Resistance to Change within Organizations
Technological advancements and increased globalization have stirred potential changes within organizations. Notably, highly competitive organizational environments have also led to the implementation of strategic leadership approaches. Evidently, various stakeholders respond variably to these changes.
We will write a custom Essay on Initiating and Leading Change specifically for you
301 certified writers online
It is also obvious that resistance remains notable among employees. Personally, I have encountered diverse reasons why people resist change. For instance, loss of a person’s status as well as employment security within an organization is a basic reason for resistance to change. According to Yukl, (2008), it is never people’s nature to effect changes that they regard to be harmful to their status quo. Thus, in a typical organization, workers, peers or managers are more likely to resist administrative as well as technological changes.
Resistance to change is more likely to be encountered if the proposed changes might lead to the elimination of individual’s responsibilities or mandates. Like in my past experience, the management has always forced these changes within organizations. However, If changes are initiated forcefully, the situation affects people’s morale and lowers their motivation and work output.
Thus, in implementing changes, an organization’s leadership must embrace inclusive engagement and participation of all affected persons in decision making (Lussier & Achua, 2010). This helps to minimize cases of resistance and enables individuals to feel as part of the change. Additionally, the initiatives make individuals to appreciate the importance of change in attaining collective organizational goals.
The Gary Hamel’s 70/20/10 Model
McDonald’s Corporation is a world’s leading fast food processing company. A critical analysis of the corporation’s management practices reveals the absence of application of the 70/20/10 rule. This model presents the best approach to enhancing the worker’s innovative techniques.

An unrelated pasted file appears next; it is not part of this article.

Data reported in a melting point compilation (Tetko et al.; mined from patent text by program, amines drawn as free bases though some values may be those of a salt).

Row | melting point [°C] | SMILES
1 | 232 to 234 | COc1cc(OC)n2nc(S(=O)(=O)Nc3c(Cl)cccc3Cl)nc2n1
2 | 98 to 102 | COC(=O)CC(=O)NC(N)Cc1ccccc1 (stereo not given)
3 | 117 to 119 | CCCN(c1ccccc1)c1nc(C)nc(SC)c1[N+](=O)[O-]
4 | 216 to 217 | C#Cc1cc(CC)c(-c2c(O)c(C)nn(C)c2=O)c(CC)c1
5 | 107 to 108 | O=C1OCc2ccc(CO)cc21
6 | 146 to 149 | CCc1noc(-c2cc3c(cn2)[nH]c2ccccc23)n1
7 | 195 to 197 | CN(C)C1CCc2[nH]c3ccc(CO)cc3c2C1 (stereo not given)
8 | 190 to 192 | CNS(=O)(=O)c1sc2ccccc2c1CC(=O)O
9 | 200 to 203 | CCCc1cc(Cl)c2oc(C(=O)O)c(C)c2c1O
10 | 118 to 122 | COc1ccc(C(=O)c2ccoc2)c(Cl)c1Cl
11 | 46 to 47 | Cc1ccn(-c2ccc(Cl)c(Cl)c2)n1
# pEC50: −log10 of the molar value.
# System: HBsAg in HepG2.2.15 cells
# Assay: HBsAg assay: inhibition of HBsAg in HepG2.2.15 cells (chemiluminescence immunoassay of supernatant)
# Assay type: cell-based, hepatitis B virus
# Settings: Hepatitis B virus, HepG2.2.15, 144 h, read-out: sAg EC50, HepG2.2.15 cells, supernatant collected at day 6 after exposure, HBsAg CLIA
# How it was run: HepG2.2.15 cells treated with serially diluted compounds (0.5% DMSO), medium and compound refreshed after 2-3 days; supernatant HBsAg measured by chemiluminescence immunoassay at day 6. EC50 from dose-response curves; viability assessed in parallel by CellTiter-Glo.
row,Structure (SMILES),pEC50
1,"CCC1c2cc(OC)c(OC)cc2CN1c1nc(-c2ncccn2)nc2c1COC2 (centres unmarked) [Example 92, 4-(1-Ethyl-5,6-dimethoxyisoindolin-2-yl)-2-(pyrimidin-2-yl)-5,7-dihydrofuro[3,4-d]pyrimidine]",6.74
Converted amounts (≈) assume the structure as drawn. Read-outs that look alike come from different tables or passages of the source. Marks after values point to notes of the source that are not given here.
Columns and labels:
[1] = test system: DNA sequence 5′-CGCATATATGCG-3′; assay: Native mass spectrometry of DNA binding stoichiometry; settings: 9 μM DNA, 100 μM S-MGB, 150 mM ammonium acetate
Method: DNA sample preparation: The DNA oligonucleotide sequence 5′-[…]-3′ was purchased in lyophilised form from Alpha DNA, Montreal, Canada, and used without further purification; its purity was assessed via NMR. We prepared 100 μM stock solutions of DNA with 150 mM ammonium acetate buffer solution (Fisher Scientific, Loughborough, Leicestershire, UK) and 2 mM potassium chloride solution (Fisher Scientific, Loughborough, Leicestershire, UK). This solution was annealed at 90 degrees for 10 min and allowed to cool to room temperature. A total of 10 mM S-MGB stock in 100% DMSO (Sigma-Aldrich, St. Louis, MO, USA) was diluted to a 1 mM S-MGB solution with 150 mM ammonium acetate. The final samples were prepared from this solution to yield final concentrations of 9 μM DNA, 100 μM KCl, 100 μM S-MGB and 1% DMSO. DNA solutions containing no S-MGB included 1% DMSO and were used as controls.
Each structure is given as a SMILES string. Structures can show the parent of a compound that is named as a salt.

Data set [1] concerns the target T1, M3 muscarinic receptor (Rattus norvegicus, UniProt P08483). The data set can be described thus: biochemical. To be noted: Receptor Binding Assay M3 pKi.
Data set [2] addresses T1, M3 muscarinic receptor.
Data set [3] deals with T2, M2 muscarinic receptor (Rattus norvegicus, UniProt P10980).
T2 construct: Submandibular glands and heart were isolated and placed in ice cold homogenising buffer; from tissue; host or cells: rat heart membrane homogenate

The management of the corporation should thus follow the principles outlined within this model. If implemented by the management, employees are more likely to gain up to 70% knowledge during the work processes (Butteriss, 2009). This of course occurs through regular practice.
Additionally, the room for roles expansion would enhance the workers’ ability to familiarize with diverse opportunities for innovation. Open-mindedness is also enhanced within this approach.
Motivation and positive competition for learning and developing other novel approaches become evident amongst the workers (Poole, 2000).
There is also a critical observation that 20% of development in this approach often originate from watching as well as observation. Consequently, the idea of role modeling emanates in this concept.
Thus, employees remain motivated to excel. The 10% time usually relates to the outdoor learning processes. This enhances the worker’s skills foundation as well as the ability to excel within their areas of specialization.
Properties of Innovative Organizations and Factors for Successful Change
An effective leadership approach is a cornerstone towards novelty. Most innovative organizations value their human resource. Notably, open-mindedness helps to impart innovation. Motivation as well as recompense also forms basic success features of most innovative organizations (Galavan, Murray & Markides, 2008).
Furthermore, performance appraisal and positive competition are also distinct features of innovative organizations. Ideally, organizations must embrace transformative approaches, employee engagement as well as motivation initiatives. Notably, technology and its relevant applications also form a critical base for effective performance if properly or appropriately adopted within operation systems.
Strategies to Implement Change
There are numerous ways through which organizations can implement change within their operations. Ideally, the changes to be implemented must conform to the dynamic trends within the sector of operation. Full engagement and participation of persons within an organization is a critical approach to enhancing successful change implementation (Poole, 2000).
This enhances collectivity and mutual responsibility amongst all key players. Organizations ought to encourage an open culture within their systems. This is vital in the implementation of change since individuals are capable of learning from other sources, including rival organizations and individuals.
Get your first paper with 15% OFF
Butteriss, M. (2009). Coaching Corporate Mvps: Challenging and Developing High potential Employees, Epub Edition. New Jersey, NJ: John Wiley & Sons Inc.
Galavan, R., Murray, J. & Markides, C. (2008). Strategy, innovation, and change: Challenges for management. Oxford: Oxford University Press.
Lussier, R. & Achua, C. (2010). Leadership: Theory, application, skills development. Sydney: Southwestern/ Cengage Learning.
Poole, M. (2000). Organizational change and innovation processes: Theory and methods for research. New York, NY: Oxford University Press.
Yukl, G. (2008). Leadership in organizations. Upper Saddle River, NJ: Prentice hall.